The results of a comprehensive test program using a 1969 383-CID V-8 engine at two compression ratios-9.5:1 and 7.6:1-are reported. Compression ratio changes were effected by piston changes only. Except for necessary ignition timing modifications, no other changes were made in the engine. The effects of compression ratio changes on exhaust emissions and fuel consumption were studied in steady-state dynamometer tests and in vehicle tests. At MBT ignition timing or at the same percentage power loss from MBT timing at each compression ratio and with identical carburetion, decreasing the compression ratio from 9.5:1 to 7.6:1 produced the following results: 1. In steady-state dynamometer tests, NO (ppm) and CO (%) emissions were unchanged, HCs (ppm) were decreased, and fuel consumption was increased when equal power was developed at both compression ratios. 2. In vehicle tests using the 7-mode Federal Test Procedure, NO and CO emissions were unchanged and HCs increased somewhat.
1971-10-01
Standard
AIR1221
This checklist is to be used by project personnel to assure that factors required for adequate system electromagnetic compatibility are considered and incorporated into a program. It provides a ready reference of EMC management and documentation requirements for a particular program from preproposal thru acquisition. When considered with individual equipments comprising the system and the electromagnetic operational environment in which the system will operate, the checklist will aid in the preparation of an EMC analysis. The analysis will facilitate the development of system- dependent EMC criteria and detailed system, subsystem, and equipment design requirements ensuring electromagnetic compatibility. It should be noted that all subjects are not covered and that all items listed may not be required on a given program.
1971-10-01
Standard
ARP1256
This SAE Aerospace Recommended Practice (ARP) describes the continuous sampling and analysis of gaseous emissions from aircraft gas turbine engines. The measured gas species include carbon monoxide (CO), carbon dioxide (CO2), nitric oxide (NO), nitrogen dioxide (NO2), total hydrocarbons and water vapor (H2O). This ARP excludes engine operating procedures and test modes, and is not intended for in flight testing, nor does it apply to engines operating in the afterburning mode. It is recognized that there will probably be major advances in the gas analysis measurement technology. It is not the intent of this ARP to exclude other analysis techniques, but to form the basis of the minimum amount of conventional instruments (those in common industry usage over the last fifteen years) required for the analysis of aircraft engine exhaust.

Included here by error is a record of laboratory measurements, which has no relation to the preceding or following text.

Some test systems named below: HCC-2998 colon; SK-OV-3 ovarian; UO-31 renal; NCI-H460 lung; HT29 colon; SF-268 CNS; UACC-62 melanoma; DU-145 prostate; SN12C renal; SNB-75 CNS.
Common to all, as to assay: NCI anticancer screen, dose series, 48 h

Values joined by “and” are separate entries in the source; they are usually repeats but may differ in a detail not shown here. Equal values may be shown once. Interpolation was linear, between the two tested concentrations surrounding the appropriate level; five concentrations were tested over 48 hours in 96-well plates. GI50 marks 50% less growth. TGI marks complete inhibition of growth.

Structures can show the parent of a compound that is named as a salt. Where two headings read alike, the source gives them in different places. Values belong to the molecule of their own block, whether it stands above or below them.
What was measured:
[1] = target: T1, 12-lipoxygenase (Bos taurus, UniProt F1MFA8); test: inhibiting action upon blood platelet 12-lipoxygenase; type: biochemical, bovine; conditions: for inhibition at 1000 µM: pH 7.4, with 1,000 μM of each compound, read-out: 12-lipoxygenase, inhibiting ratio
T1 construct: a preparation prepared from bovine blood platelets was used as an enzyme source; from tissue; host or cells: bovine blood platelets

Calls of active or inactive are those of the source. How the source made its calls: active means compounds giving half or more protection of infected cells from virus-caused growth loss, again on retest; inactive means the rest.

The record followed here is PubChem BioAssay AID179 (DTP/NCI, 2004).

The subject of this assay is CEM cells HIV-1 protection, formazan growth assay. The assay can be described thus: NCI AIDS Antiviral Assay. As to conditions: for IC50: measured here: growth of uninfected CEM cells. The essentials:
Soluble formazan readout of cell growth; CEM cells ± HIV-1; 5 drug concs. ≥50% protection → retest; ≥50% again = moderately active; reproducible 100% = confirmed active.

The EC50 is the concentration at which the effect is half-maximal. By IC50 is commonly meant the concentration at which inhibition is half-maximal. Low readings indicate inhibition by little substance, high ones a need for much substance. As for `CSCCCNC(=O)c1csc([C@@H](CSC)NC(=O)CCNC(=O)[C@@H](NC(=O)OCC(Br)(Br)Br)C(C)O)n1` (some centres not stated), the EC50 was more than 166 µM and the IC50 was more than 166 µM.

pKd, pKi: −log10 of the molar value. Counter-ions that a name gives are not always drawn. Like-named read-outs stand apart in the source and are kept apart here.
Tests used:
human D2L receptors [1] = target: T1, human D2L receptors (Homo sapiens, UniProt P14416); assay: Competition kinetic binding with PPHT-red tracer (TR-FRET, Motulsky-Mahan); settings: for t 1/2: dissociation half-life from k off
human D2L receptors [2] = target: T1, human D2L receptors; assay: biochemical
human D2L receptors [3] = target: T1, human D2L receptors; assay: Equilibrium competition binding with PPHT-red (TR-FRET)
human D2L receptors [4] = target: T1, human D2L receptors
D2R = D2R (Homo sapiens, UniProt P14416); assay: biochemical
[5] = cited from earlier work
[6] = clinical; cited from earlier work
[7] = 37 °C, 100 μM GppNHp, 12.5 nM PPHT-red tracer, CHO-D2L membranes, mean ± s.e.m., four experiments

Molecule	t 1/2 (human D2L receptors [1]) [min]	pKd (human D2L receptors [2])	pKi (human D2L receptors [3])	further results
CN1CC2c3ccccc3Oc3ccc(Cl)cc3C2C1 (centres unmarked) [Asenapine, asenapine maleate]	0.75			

1971-09-01
Standard
AIR1255
This AIR was prepared to inform the aerospace industry about the electromagnetic interference measurement capability of spectrum analyzers. The spectrum analyzers considered are of the wide dispersion type which are electronically tuned over an octave or wider frequency range. The reason for limiting the AIR to this type of spectrum analyzer is that several manufacturers produce them as general-purpose instruments, and their use for EMI measurement will give significant time and cost savings. The objective of the AIR is to give a description of the spectrum analyzers, consider the analyzer parameters, and describe how the analyzers are usable for collection of EMI data. The operator of a spectrum analyzer should be thoroughly familiar with the analyzer and the technical concepts reviewed in the AIR before performing EMI measurements.
1971-09-01
Standard
J312B_197109
This SAE Recommended Practice summarizes the composition of modern automotive gasolines, the significance of their physical and chemical characteristics, and the pertinent test methods for defining or evaluating these properties.
1971-06-01
Standard
J255_197106
Measurement of diesel smoke in an accurate and consistent manner has been a serious problem for engine and vehicle manufacturers, users, and agencies charged with enforcing smoke limits. Several instruments, based on different principles and using different scales, are commonly used. In addition to these, human observation and judgement are often used to relate smoke to a variety of standards. The purpose of this SAE Information Report is to provide an understanding of the nature of diesel smoke, how it can be measured, and how the various measurement methods can be correlated. Except for defining the various types of smoke, the report deals solely with the steady-state measurement of visible, black smoke emitted from diesel engines.
1971-06-01
Standard
J254_197106
This SAE Recommended Practice establishes uniform laboratory techniques for the continuous and bag-sample measurement of various constituents in the exhaust gas of the gasoline engines installed in passenger cars and light-duty trucks. The report concentrates on the measurement of the following components in exhaust gas: hydrocarbons (HC), carbon monoxide (CO), carbon dioxide (CO2), oxygen (O2), and nitrogen oxides (NOx). NOx is the sum of nitric oxide (NO) and nitrogen dioxide (NO2). A complete procedure for testing vehicles may be found in SAE J1094.
Viewing 22051 to 22080 of 22822

Filter